In my end-of-year letter, I wrote about my habitual January dread. Or as I sometimes like to call it, Janu-scary. And then January 9th reared its ugly head. Again. The coincidence of Mother Nature’s repeat performance was, to say the least, eerie. Let’s just say this is one time I didn’t enjoy being prescient.
As I, along with my family and our two doodles, went to sleep Monday night at Hotel Californian (our ersatz home away from home for evacuations), in our room that smelled of wet dog, I was flooded with memories of five years ago, when we and the rest of Montecito camped out as privileged refugees, hoping and praying that our friends, our neighbors, and our homes would be okay. Little by little, as we learned that too many were not, we began to understand that our little village had been badly, if not irrevocably, damaged.
Tragic as that moment was, there were silver linings. The community came together in a beautiful way. Organizations were created (The Project for Resilient Communities [TPRC], the Bucket Brigade, One805), strong leaders emerged, friendships were formed, and a new respect for mother nature and her powers was engendered.
This time around, things look a whole lot better; in part, I believe, due to lessons learned.
According to Montecito Fire Chief Kevin Taylor, we had an almost identical set of circumstances to the storm in 1969 (exactly five years after the Coyote Fire), when we lost five community members and had 100 properties destroyed. “This time we received more rain than in 1969. And to the best of our knowledge there were no casualties. And while we’re not yet clear on the extent of the damage, we know it was far less [than in 1969]. There’s a lot to feel good about,” said Chief Taylor.
I asked Chief Taylor to what he attributes some of the good news. “We have infrastructure improvements. We have a very flood-aware community. And we had good community evacuations,” said Montecito’s Fire Chief.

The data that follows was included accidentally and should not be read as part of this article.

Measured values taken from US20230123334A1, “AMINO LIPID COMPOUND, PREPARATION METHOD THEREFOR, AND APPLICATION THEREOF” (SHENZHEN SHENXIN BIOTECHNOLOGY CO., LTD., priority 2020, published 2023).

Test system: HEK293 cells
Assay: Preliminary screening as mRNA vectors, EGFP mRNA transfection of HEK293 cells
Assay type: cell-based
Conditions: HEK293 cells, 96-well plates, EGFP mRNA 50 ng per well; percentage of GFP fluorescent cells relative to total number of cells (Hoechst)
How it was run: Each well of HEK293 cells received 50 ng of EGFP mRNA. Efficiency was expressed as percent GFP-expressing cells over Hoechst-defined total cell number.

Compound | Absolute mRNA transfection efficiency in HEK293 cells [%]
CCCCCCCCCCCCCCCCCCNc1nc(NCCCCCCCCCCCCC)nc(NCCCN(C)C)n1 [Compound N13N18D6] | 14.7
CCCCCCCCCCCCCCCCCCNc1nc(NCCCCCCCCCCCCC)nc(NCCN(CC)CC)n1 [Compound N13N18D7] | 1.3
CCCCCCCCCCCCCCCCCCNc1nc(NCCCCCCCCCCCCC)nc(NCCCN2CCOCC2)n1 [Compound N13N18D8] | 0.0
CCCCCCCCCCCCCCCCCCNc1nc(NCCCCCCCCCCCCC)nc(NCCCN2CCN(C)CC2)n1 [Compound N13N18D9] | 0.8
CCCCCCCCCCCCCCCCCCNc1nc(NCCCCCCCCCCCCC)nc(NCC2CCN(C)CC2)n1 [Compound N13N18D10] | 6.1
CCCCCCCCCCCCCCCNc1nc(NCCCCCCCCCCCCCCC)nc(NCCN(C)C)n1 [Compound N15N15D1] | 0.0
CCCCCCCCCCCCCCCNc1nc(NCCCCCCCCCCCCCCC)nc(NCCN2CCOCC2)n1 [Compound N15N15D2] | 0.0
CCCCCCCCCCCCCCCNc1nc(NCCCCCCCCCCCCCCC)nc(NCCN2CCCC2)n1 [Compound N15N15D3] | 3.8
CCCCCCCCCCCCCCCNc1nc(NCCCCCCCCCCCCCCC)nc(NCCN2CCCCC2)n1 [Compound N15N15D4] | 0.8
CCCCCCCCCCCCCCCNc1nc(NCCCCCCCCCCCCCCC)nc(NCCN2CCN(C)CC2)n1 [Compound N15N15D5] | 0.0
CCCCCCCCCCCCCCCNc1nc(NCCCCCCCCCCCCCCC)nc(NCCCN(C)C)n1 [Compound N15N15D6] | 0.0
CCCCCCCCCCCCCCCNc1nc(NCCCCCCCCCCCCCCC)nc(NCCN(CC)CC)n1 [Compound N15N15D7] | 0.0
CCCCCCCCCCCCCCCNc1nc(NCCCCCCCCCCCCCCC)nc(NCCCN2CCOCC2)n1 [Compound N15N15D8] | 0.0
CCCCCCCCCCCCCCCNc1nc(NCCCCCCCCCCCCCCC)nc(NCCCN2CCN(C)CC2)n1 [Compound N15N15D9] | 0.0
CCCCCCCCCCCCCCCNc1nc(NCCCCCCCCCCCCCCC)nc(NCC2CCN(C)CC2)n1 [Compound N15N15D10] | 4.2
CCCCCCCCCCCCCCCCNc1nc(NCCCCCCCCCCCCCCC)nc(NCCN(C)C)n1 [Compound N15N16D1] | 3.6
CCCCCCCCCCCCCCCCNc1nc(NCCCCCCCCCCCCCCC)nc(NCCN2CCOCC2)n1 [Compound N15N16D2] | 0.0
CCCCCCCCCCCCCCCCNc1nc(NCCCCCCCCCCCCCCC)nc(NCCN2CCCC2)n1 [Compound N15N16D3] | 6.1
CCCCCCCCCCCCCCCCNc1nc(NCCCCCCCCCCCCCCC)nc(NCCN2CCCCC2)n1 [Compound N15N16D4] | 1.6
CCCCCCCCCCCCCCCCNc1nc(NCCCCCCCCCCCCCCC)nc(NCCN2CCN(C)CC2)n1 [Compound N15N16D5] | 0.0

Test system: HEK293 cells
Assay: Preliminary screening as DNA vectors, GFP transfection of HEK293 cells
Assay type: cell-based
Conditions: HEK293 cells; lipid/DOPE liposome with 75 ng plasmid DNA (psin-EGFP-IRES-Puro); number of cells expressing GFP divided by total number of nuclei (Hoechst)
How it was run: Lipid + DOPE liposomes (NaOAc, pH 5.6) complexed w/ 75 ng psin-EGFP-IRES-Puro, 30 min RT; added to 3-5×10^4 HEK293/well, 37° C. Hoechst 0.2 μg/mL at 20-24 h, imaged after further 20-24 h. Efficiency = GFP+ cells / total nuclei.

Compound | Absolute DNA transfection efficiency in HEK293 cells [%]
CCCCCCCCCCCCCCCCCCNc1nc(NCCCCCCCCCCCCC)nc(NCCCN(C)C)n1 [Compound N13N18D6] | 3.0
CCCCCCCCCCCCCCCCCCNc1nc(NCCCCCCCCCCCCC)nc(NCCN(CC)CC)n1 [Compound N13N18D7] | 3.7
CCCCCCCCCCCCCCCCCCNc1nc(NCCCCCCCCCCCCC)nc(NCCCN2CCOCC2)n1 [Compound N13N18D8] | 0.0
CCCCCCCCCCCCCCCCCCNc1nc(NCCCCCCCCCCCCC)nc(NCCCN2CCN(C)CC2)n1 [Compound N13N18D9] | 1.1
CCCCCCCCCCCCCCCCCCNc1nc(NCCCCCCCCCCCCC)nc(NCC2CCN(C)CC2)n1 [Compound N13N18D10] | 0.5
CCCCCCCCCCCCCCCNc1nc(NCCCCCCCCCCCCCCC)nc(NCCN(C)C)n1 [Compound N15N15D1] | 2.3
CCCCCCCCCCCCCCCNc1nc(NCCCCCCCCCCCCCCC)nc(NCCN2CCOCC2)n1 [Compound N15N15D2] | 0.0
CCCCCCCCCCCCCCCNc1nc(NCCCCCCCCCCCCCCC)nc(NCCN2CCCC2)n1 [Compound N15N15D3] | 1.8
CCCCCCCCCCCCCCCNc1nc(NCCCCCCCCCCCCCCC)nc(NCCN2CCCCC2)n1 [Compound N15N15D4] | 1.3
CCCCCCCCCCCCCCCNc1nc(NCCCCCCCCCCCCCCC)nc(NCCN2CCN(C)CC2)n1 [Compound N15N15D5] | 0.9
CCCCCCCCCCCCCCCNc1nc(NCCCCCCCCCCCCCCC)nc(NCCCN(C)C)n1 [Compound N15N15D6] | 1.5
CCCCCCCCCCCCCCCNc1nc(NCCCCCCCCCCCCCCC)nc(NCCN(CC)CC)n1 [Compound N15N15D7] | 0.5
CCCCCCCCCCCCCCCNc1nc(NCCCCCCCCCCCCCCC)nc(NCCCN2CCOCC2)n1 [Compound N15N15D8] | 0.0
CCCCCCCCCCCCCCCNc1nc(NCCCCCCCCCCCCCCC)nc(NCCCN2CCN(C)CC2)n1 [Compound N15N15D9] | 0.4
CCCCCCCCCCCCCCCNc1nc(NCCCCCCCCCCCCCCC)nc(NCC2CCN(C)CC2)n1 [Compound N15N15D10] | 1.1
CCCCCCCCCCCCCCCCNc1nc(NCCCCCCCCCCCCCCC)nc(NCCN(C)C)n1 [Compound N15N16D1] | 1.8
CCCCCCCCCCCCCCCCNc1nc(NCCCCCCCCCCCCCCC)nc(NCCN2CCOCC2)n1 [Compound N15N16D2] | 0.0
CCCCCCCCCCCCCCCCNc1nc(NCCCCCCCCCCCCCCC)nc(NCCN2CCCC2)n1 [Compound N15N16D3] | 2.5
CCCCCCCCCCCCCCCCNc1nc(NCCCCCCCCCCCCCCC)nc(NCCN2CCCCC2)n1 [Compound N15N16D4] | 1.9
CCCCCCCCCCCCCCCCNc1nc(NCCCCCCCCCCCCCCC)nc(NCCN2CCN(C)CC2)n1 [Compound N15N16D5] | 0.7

In other words, the system worked. With more than 500,000 cubic yards of debris captured in the basins, almost 300,000 in the Santa Monica basin alone, we could not have hoped for a better outcome for our community.
“It’s remarkable how little damage was caused by 10 inches of rain in a 12-hour period!” said longtime resident Wayne Siemens. “The eastern press has us all lying in mud breathing through straws. Half of my dozens of calls have a sense of panic in their voices and ask me if we’re all right. Personally, I think we’re doing better than just all right.”
I could not agree more with Siemens. Having been part of TPRC, the team that worked to put nets on the mountains post-January 2018 debris flow, I wanted to talk with TPRC’s Executive Director, former Santa Barbara Fire Chief Pat McElroy, to get his take on how we did as a community this time around. And what role, if any, the debris nets played?
“It’s too dangerous to go up there right now, but the first look we’re seeing, from a drone in Cold Spring, they look clean,” said McElroy. “What they’re doing is they’re slowing everything down because we have that free board for mammals and fish, like four feet or so under the nets, but none of the big stuff.”
McElroy later contacted me with an update saying that new reports they’ve received are showing that the upper net in San Ysidro Canyon, just below the waterfall, is filled to the top with water cascading over the top of it. Access was still difficult and they were working on confirming.
Under the auspices of TPRC, Geologist Dr. Larry Gurrola, along with Geological Engineering professor David Rogers (Missouri University of Science & Technology), has been working to produce a study of the landslides and flooding and debris flows in the last 200 years.
According to McElroy, Gurrola and Rogers have found that instead of being a once in five centuries or once in a thousand years event, there’ve been over 50 events in the last 200 years in Santa Barbara County. Some in the same canyons repeatedly. And so, McElroy explains, what Chief Taylor focused on this time around was the 1969 floods, because those were exactly five years after the Coyote Fire, just as this event was exactly five years after the Thomas Fire.